Fabric & Cardboard Storage Boxes

Wondering why I haven’t been posting lately? It’s because I just moved to a bigger and nicer apartment! It is a huge upgrade in terms of size and comfort and I’m absolutely in love with it, but there’s only one problem: it has considerably less closet space.

One very long trip to Ikea later, I had bought enough Billy bookcases to make a massive, floor-to-ceiling library for the living room, but I was surprised to discover that they don’t make any kind of boxes or baskets that fit inside the Billy series.

The solution was standing in front of me: I had over 50 cardboard boxes from the move that I could either throw away or recycle into custom-made storage baskets for my library! This craft is cheap, easy, and gives stunning results that look very expensive – what more can you ask for?

Finished Box

You’ll need:

  • Cardboard boxes.
  • A sturdy fabric (canvas or similar). I got the beige Lenda fabric from Ikea, which is cheap, has a great rustic texture and a lovely colour.
  • Wide leather straps. Or you can do as I did and buy a cheap faux-leather belt and cut it up.
  • Fabric glue or a glue gun.
  • Rivets.


1. Get the cardboard box and cut the top flaps. Mine was too big, so I cut it all open and glued it back together in the right size.

Cardboard Box

2. Measure the box and cut two pieces of fabric in the shape you see in the picture below, one for the outside of the box and another slightly smaller for the inside.

Cut Fabric

Tip: Remember to add flaps of 1,5 cm approx. to each side and at least 4 cm on top so that you can get a nice finish without frayed edges.

3. Start by glueing the fabric on the inside of the box. Begin with the bottom, then two opposite sides, then the other two, and finally the top edge. Since the edge is going to be covered with the outside fabric, it doesn’t matter if it’s not pretty.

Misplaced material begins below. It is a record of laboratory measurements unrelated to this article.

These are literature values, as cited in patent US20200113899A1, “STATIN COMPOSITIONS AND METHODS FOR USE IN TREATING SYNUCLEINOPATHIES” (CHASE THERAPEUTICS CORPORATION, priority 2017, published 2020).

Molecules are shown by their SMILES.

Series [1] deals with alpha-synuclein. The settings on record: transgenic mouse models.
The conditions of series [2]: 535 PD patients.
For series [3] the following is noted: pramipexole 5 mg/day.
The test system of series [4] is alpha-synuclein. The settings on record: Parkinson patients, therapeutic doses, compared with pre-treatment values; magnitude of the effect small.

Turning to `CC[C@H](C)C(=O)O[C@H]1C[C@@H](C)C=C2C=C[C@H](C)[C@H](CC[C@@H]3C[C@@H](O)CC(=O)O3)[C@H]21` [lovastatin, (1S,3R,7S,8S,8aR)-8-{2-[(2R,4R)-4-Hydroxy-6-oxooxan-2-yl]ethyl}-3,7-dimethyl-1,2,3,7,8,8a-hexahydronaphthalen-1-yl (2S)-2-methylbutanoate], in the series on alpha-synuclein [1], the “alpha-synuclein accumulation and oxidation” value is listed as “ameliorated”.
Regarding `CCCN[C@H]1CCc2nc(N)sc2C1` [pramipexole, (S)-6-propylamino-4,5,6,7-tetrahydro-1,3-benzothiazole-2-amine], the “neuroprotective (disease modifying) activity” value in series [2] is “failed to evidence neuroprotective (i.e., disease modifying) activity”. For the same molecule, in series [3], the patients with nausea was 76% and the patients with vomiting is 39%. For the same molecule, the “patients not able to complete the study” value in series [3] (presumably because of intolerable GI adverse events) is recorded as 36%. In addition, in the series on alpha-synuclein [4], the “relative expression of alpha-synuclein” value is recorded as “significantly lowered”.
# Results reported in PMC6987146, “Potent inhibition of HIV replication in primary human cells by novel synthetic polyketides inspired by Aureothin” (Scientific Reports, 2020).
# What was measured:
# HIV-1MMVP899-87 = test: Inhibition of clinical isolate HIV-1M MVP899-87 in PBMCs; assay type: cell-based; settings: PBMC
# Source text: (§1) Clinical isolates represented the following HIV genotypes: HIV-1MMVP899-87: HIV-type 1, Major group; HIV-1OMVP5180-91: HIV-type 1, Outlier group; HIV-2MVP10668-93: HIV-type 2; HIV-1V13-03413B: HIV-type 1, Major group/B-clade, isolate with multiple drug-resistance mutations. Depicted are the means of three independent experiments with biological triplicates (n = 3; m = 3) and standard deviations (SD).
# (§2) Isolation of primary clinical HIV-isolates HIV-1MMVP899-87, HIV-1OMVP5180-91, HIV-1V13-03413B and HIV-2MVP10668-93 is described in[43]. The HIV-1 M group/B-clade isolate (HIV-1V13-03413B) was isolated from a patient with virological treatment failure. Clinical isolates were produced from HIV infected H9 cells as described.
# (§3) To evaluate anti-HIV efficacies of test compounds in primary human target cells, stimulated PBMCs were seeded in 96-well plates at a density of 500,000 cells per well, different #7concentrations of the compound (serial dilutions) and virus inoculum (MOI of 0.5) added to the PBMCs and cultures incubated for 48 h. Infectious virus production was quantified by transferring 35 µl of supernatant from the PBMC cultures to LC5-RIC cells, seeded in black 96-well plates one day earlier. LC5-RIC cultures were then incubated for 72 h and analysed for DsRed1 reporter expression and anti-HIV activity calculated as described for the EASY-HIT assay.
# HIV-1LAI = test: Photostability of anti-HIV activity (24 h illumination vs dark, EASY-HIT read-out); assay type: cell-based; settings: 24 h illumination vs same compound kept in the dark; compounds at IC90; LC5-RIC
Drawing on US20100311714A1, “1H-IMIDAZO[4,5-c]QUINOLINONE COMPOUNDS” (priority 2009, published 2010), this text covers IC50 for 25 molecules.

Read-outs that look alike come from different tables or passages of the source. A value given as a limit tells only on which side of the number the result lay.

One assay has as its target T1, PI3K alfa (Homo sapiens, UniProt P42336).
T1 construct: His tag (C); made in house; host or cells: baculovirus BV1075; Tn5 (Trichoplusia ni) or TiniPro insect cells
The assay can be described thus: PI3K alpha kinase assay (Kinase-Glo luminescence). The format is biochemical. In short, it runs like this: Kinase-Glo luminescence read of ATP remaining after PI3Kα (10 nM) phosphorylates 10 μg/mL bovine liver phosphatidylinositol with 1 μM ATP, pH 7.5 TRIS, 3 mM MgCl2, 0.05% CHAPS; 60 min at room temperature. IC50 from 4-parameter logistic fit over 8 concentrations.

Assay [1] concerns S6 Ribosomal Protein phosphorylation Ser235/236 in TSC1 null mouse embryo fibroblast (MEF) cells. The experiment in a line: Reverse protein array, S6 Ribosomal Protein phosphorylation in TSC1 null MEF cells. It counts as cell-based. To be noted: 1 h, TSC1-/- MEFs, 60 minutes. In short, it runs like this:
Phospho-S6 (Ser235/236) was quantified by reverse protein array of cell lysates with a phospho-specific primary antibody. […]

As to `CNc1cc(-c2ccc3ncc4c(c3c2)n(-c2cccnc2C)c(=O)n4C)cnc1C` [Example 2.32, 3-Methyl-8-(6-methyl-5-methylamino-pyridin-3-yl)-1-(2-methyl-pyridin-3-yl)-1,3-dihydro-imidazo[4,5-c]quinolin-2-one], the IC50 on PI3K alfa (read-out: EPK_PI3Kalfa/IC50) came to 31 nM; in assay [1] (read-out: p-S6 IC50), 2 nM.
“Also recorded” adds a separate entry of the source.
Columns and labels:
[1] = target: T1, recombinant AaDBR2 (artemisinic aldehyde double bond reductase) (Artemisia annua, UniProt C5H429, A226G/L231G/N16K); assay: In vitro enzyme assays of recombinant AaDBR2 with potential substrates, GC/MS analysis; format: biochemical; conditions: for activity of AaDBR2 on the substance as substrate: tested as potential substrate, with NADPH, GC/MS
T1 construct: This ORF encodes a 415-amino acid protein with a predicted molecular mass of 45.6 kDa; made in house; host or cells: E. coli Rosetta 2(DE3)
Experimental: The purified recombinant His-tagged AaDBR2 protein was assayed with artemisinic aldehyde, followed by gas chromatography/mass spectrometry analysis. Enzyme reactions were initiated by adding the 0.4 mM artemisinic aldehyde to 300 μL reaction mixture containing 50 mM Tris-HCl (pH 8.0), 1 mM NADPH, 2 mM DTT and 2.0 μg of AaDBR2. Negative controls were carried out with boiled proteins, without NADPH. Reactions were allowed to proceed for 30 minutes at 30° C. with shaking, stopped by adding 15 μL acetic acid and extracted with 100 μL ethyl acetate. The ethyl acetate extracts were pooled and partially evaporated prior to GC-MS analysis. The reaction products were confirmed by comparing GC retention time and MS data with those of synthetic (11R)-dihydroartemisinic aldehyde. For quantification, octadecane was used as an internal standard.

Inside Fabric

4. For the outside fabric, start by glueing the bottom, then the lateral sides. Then iron the flaps on the front and backsides of the box so that they keep the proper shape and glue them carefully in place.

Outside Fabric

5. Lastly, fold the top edges so you get a nice straight finish, iron them, and glue them on the inside of the box. The fabric-covering part is finished!

Fabric Covered Box

6. Now it’s time to add the handles. Since thick faux-leather ribbon is expensive and difficult to find, I bought a very cheap belt and I cut it in the size I wanted, and the result is perfect!

Handles Cut From Belt
Before and after poking the holes on the extremes

7. Poke a hole on both extremes of the handle and another couple of holes in the box (remember to make them closer together than the holes in the handle so it curves a bit and your hand fits between the box and the handle!) Add a couple of rivets to hold the handle in place, and you’re done!

Installing the handles

And here are the baskets once installed in the bookcases. They are ideal to hide ugly and messy stuff at hand, easy to slide out to see the contents, surprisingly sturdy, and (at least from the outside) they look professionally made!

Boxes in Bookcase




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